The FTSE100 is still failing to provide shareholders with adequate information on ethics, with just 22 per cent including ethical performance metrics in their latest annual reports, reveals research by the Chartered Institute of Internal Auditors (the Institute).
The proportion providing shareholders with this specific information is down slightly on the previous year, when 23 per cent of FTSE100 companies did so.
The Institute explains that shareholders are keen to see monitoring and reporting of ethical performance, because it is a valuable indicator of a company’s oversight of key risks affecting overall financial performance. It also provides a vital gauge of whether corporate social responsibility (CSR) values are being upheld.
Other stakeholders including regulators, customers and employees, as well as governments and NGOs such as campaign groups are also increasingly interested in greater transparency over corporate ethics and behaviours.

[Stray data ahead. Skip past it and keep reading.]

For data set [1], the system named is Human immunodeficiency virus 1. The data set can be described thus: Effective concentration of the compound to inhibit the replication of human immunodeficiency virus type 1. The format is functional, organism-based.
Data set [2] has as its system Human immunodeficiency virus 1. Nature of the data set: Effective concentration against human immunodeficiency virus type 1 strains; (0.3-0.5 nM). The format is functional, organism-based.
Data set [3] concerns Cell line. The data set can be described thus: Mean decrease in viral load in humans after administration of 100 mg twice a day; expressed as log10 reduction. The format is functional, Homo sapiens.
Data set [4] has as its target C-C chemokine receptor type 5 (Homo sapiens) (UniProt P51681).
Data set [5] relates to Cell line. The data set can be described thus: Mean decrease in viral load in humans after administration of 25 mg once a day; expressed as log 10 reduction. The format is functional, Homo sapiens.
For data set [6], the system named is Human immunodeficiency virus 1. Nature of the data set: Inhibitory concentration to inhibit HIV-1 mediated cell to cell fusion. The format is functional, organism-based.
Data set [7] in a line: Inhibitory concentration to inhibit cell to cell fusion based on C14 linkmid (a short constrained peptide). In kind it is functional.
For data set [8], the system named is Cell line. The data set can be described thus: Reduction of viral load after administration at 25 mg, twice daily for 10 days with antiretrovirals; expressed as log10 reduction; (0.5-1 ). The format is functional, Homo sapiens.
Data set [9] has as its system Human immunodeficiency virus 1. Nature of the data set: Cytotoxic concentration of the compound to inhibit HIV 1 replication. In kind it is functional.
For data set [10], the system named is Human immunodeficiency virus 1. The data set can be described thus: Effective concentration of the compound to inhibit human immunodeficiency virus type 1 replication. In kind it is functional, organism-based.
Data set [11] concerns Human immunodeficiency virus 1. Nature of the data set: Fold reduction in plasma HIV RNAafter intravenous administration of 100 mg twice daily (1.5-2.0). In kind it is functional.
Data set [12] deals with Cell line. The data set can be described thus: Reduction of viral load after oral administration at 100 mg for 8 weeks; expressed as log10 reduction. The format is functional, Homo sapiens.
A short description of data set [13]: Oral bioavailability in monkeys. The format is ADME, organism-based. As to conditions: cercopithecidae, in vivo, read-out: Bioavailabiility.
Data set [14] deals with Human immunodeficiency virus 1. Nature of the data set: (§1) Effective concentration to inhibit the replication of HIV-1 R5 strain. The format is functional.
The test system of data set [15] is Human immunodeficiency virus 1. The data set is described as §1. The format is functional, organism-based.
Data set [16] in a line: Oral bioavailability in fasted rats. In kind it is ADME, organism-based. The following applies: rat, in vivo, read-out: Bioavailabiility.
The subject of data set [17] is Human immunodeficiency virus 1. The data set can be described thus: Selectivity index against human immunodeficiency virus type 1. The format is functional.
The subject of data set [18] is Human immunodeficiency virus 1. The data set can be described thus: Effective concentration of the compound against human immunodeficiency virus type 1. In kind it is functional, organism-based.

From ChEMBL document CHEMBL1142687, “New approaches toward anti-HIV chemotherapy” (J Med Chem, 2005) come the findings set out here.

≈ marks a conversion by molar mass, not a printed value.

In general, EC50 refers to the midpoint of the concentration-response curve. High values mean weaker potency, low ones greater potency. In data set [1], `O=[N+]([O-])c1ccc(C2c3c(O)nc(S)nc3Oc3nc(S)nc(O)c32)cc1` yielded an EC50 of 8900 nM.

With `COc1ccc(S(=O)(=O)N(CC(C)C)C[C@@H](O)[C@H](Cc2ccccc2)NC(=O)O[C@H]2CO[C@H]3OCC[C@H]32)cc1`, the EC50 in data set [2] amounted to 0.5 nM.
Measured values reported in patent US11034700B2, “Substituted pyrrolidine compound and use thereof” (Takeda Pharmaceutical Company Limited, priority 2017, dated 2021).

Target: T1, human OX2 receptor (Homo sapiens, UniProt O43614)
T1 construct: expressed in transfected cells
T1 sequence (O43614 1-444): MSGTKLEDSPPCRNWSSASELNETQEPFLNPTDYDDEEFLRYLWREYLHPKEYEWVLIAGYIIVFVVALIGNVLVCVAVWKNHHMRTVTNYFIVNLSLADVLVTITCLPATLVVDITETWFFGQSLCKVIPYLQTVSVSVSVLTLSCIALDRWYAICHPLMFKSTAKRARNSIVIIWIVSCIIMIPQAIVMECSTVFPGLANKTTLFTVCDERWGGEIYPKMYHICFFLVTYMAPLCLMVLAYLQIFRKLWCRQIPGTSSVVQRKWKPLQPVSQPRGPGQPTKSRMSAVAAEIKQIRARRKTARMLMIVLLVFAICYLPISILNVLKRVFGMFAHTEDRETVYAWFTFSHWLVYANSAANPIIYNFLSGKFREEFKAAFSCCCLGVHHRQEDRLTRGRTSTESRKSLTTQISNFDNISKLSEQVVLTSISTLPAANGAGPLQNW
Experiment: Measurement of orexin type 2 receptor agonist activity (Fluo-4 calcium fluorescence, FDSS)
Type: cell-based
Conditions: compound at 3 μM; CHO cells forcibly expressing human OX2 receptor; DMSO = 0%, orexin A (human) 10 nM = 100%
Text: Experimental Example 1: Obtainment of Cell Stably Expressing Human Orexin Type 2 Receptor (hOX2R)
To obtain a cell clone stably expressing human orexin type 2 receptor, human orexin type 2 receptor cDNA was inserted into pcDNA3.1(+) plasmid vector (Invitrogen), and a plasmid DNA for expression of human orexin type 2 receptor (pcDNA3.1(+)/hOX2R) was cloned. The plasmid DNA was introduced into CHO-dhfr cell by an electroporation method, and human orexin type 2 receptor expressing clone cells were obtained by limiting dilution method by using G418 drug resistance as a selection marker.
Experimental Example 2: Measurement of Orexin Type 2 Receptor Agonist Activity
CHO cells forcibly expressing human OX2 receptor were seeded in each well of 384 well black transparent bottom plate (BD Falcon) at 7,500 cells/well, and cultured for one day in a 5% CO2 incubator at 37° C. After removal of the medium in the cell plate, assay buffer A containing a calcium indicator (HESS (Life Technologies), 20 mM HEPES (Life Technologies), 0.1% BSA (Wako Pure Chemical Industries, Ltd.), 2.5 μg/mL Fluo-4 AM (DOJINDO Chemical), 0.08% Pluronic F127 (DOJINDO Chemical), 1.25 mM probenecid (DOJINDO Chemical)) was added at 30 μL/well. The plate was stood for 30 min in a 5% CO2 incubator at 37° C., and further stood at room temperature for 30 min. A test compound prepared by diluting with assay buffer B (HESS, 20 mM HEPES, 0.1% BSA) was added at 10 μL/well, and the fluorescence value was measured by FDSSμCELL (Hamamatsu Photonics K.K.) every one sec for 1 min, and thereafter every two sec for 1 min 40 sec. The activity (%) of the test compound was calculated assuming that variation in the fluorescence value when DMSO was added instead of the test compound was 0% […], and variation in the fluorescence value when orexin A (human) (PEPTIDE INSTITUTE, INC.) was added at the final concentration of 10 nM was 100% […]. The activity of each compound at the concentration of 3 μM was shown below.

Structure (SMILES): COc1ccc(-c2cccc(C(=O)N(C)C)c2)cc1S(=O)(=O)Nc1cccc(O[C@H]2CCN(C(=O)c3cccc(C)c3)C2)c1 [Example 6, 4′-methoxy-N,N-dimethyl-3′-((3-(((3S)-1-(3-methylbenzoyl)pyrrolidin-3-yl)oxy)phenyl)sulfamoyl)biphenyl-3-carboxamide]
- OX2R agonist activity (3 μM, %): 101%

The research does reveal evidence of widespread awareness of the importance of ethical issues, with almost all (94 per cent) the FTSE100 alluding to ethical values as part of the narrative of their annual reports – the same proportion as last year.
The Institute says stakeholders may also benefit from seeing performance targets on ethics, so that progress can be tracked year-on-year.
However, the Institute says that when mentioning their commitment to ethics, clear explanation and specific detail of what this means in practice are often lacking, with many companies continuing to use vague terminology e.g simply referring to their “integrity” or “values”.
Institute chief executive, Dr Ian Peters, says, “FTSE100 companies are clearly aware of the need to address ethics as an issue, but there’s still very little assurance that this is translating into meaningful, targeted action.”